I finally found the refutation to one of my opponent's blunders and the game continued with the moves 24.Nxc3 Rxc3 25.Rxd6 Qf7. At that time I was not only up a pawn in material, but I also could have started a forced mate in three sequence with 26.Rxd8+. I obviously was not thinking my reply to 25...Qf7 all that much, because I chose the move 26.Rd7 instead of the forced mate... The line I chose easily wins the game as well, but I could have avoided some unnecessary moves, had I gone with the strongest continuation.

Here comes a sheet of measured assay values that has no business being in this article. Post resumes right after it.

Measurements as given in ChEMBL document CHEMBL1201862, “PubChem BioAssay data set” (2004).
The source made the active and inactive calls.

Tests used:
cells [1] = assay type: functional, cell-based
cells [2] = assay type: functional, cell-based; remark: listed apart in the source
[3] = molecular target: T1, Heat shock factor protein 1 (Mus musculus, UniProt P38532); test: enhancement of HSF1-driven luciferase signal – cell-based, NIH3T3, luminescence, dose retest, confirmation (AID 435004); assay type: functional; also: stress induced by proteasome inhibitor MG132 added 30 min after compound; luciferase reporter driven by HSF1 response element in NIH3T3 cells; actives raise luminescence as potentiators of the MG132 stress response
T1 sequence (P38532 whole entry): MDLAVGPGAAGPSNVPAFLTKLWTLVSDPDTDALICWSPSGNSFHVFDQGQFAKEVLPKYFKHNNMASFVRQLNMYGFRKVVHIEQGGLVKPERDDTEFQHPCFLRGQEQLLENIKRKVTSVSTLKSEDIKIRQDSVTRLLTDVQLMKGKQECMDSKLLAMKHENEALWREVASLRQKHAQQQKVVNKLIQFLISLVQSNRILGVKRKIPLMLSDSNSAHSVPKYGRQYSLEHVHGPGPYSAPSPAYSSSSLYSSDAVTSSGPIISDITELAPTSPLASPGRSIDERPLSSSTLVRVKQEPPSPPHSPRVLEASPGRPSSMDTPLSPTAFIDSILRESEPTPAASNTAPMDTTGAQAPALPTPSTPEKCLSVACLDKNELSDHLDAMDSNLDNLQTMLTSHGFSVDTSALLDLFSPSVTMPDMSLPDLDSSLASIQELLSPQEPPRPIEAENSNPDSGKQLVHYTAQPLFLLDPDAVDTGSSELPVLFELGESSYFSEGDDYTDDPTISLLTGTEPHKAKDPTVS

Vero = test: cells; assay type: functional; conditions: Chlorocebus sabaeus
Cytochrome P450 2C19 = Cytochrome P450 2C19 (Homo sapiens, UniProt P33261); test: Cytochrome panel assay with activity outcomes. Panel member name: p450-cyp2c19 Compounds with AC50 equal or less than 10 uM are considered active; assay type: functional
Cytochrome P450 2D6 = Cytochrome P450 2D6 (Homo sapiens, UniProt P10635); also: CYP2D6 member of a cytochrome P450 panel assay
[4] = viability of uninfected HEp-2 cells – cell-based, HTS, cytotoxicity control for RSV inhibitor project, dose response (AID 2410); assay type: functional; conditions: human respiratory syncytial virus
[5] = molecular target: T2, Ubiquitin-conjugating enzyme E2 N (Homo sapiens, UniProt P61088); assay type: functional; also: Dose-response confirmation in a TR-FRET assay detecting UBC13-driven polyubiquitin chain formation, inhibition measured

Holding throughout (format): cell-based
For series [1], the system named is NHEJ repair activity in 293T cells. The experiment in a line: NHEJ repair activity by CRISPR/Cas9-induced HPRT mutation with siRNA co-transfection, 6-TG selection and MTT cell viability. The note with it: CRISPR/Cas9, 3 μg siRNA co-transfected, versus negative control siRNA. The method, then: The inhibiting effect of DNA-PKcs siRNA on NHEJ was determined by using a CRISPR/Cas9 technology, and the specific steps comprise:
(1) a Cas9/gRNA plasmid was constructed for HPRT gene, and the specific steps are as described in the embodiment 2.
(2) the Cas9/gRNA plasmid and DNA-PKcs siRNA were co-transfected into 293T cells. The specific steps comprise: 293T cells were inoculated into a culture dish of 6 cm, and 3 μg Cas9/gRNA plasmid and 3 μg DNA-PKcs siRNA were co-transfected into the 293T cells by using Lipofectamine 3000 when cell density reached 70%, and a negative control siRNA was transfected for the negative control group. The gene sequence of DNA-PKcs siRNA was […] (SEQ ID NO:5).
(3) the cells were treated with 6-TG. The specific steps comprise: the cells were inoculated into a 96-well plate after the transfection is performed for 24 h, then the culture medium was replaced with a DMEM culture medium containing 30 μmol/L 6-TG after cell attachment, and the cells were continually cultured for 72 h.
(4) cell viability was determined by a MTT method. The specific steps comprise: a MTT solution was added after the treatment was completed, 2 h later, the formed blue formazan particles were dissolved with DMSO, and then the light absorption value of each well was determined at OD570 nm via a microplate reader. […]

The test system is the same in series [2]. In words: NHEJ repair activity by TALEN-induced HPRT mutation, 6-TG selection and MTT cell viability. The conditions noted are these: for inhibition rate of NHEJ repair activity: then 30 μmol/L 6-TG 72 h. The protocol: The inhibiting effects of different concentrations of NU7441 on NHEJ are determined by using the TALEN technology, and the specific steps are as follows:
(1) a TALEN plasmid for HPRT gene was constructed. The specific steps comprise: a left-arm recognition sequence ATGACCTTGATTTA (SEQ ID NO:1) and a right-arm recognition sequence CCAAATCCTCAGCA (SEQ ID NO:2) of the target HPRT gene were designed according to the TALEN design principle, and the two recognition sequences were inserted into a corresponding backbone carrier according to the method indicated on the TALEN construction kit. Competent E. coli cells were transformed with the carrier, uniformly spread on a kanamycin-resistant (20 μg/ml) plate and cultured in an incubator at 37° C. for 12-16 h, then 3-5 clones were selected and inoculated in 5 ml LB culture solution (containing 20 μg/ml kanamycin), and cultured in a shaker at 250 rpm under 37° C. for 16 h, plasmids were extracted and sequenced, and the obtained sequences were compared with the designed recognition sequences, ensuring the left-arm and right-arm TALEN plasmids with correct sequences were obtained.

[Event "LullabyVisca vs !?NM Aww-Rats Free Vid"] [Site "Chess.com"] [Date "2015.08.19"] [Round "?"] [White "Vierjoki, Timo"] [Black "Cratercat"] [Result "1-0"] [ECO "B85"] [WhiteElo "1874"] [BlackElo "1743"] [Annotator "Stockfish 8 64 POPCNT (30s), TV"] [PlyCount "69"] [EventDate "2015.??.??"] 1. e4 c5 2. Nf3 Nc6 3. d4 cxd4 4. Nxd4 Nf6 {Sicilian Defense: Old Sicilian. Normal} 5. Nc3 d6 (5... e5 6. Nxc6 {Sicilian Defense: Lasker-Pelikan Variation, Exchange Variation} (6. Nb3 {Sicilian Defense: Lasker-Pelikan Variation, Schlechter Variation}) (6. Ndb5 d6 7. Bg5 a6 8. Na3 b5 9. Bxf6 gxf6 10. Nd5 Bg7 {Sicilian Defense: Lasker-Pelikan Variation, Sveshnikov Variation, Novosibirsk Variation})) 6. Be2 e6 7. O-O a6 8. Be3 Be7 9. f4 Qc7 10. Bf3 O-O 11. Qe1 Nxd4 12. Bxd4 e5 13. Be3 b5 {B85 Sicilian Scheveningen: 6.Be2 a6, lines with early Be3} 14. a3 Bb7 15. Qg3 (15. Rd1 Bc6 16. f5 a5 17. g4 Qb7 18. Nd5 Bxd5 19. exd5 e4 20. g5 exf3 21. gxf6 Bxf6 22. Bd4 Rfe8 23. Qg3 Bxd4+ 24. Rxd4 Qb6 25. c3 Re4 26. f6 g6 27. Rfd1 Rae8 28. Qxf3 R4e5 29. Qf2 Rf5 {Paoli,E (2270)-Ornstein,A (2430) Eksjo 1975 0-1 (49)}) 15... Rfc8 $146 (15... Nd7 16. f5 Bf6 17. Qg4 Nb6 18. Be2 Nc4 19. Bxc4 Qxc4 20. Qh5 Bxe4 21. g4 g6 22. Qh3 Bh8 23. f6 Bb7 24. Qh4 Qc6 25. Qg3 d5 26. Bg5 d4 27. Nd1 Qxc2 28. Rc1 Qe4 29. Re1 Qd5 30. Rxe5 { Potievskaya,A (1884) -Gudkov,G (1865) Petrozavodsk 2012 1/2-1/2 (38)}) (15... Kh8 16. Rad1 Bc6 (16... Rac8 17. Kh1 Rfe8 18. fxe5 dxe5 19. Nd5 Bxd5 20. exd5 Bd6 21. Qh3 e4 22. Bg4 Nxg4 23. Qxg4 f6 24. h4 Qe7 25. c3 a5 26. h5 Rf8 27. Rf5 h6 28. Bf4 Rc4 29. Re1 Re8 30. Qg6 Bxf4 31. Rxf4 {Jacek,K (2126) -Kowalski,M (1756) Koszalin 2012 1-0 (57)}) 17. Rd3 a5 18. Rfd1 b4 19. Nd5 Bxd5 20. exd5 e4 21. R3d2 exf3 22. Qxf3 bxa3 23. bxa3 Nd7 24. Bf2 Bf6 25. Qd3 Rac8 26. Rb1 Rb8 27. Rdd1 Rxb1 28. Rxb1 Rb8 29. Qd1 Rxb1 30. Qxb1 {Cwiek,P (1730) -Choisy,M (2094) La Roche sur Yon 2008 0-1 (42)}) 16. Rad1 Nd7 17. Rd2 f6 $2 (17... exf4 18. Bxf4 Ne5 19. Bh5 $11) 18. f5 $4 {Black has a cramped position. White loses the upper hand} (18. Bg4 $5 $16) 18... Nc5 (18... Nb6 19. Rd3 $11) 19. Rfd1 ( 19. Qh4 $142 $14) 19... Qc6 $4 (19... Na4 $142 {and Black can hope to live} 20. Nxa4 bxa4 $11) 20. Nd5 (20. b4 $142 {seems even better} Qe8 21. bxc5 Rxc5 22. Bxc5 dxc5 $18) 20... Bd8 $4 {sad, but how else could Black save the game?} ( 20... Qd7 $142 21. Nxe7+ Qxe7 22. Rxd6 Qf8 23. Bxc5 Rxc5 $18) 21. Bh6 {White has a mate threat} (21. b4 $142 {secures the win} Qe8 22. bxc5 $18) 21... Qd7 $14 {Black has a cramped position} 22. b4 {White threatens to win material: b4xc5} Na4 $4 (22... Bxd5 $142 23. bxc5 Bc6 $14) 23. Kh1 (23. Nxf6+ $142 { ends the debate} Bxf6 24. Rxd6 $18) 23... Nc3 $4 {stumbles just before the finish line} (23... Qf7 $142 {was a good chance to save the game} 24. Rc1 Kh8 $15) 24. Nxc3 $18 Rxc3 (24... Bc7 $18 {otherwise it's curtains at once}) 25. Rxd6 Qf7 (25... g5 {is not the saving move} 26. Rxd7 Bd5 27. Bxg5 Rxf3 28. gxf3 fxg5 29. Qxe5 Bf7 30. Rxd8+ Rxd8 31. Rxd8+ Be8 32. Rxe8+ Kf7 33. Qe7#) 26. Rd7 (26. Rxd8+ Rxd8 27. Rxd8+ Qe8 28. Qxg7#) 26... Be7 $18 27. Rxb7 Rxc2 28. h3 ( 28. Bh5 Qf8 29. Rdd7 Rac8 30. Qb3+ Kh8 31. Rxe7 Rc1+ 32. Bd1 Qxe7 33. Rxe7 gxh6 34. h3 Rg8 35. Qf7 Rxd1+ 36. Kh2 Rxg2+ 37. Kxg2 Rd2+ 38. Kf3 Rd3+ 39. Ke2 Rd2+ 40. Kxd2 a5 41. Qxh7#) 28... Kh8 29. Be3 (29. Rdd7 gxh6 30. Rxe7 Rc1+ 31. Kh2 Qg8 32. Rg7 h5 33. Bxh5 Rd8 34. Rxg8+ Rxg8 35. Bg6 Rg7 36. Rb8+ Rg8 37. Qh4 Rc7 38. Qxf6+ Rcg7 39. Rxg8+ Kxg8 40. Qd8#) 29... Qf8 30. Rdd7 Re8 31. Ra7 (31. Bh5 Rb8 32. Rxb8 Qxb8 33. Rxe7 Qf8 34. Rf7 Qg8 35. Bg6 a5 36. Qh4 Rc8 37. Re7 a4 38. Bh6 Rd8 39. Bxg7+ Qxg7 40. Rxg7 Rd1+ 41. Kh2 h5 42. Qxh5+ Kxg7 43. Qh7+ Kf8 44. Qf7#) 31... Ra2 32. Bc5 (32. Bh5 Ra8 33. Rxa8 Qxa8 34. Rxe7 Ra1+ 35. Kh2 Qf8 36. Re8 Qxe8 37. Bxe8 Rxa3 38. Qf2 a5 39. Qd2 Rd3 40. Qxd3 g5 41. Qd8 a4 42. Qxf6+ Kg8 43. Bf7+ Kf8 44. Bc5#) 32... Ra1+ (32... Rd2 {doesn't do any good } 33. Rxd2 Bxc5 34. bxc5 Re7 35. Rxe7 Qxe7 36. c6 b4 37. Rd7 Qf8 38. c7 g5 39. fxg6 Qc5 40. gxh7 Qc1+ 41. Kh2 Qg1+ 42. Kxg1 b3 43. c8=Q#) 33. Kh2 Bxc5 (33... Ra8 {doesn't get the cat off the tree} 34. Rxa8 Qxa8 35. Bh5 a5 36. Bxe7 Qc8 37. Rd8+ Qxd8 38. Bxd8 Rc1 39. Qd3 Kg8 40. Qd5+ Kh8 41. Qxb5 Rh1+ 42. Kxh1 g6 43. Bxf6+ Kg8 44. Qe8#) 34. bxc5 Rxa3 (34... g5 {hardly improves anything} 35. fxg6 Kg8 36. Rg7+ Kh8 37. Rxh7+ Kg8 38. Rh8+ Kxh8 39. Qh4+ Qh6 40. Qxh6+ Kg8 41. Qg7#) 35. Rxg7 (35. Rxg7 Qg8 36. Rxg8+ Rxg8 37. Qh4 Rxg2+ 38. Bxg2 Rxh3+ 39. Bxh3 h6 40. Qxf6+ Kg8 41. Qg7#) 1-0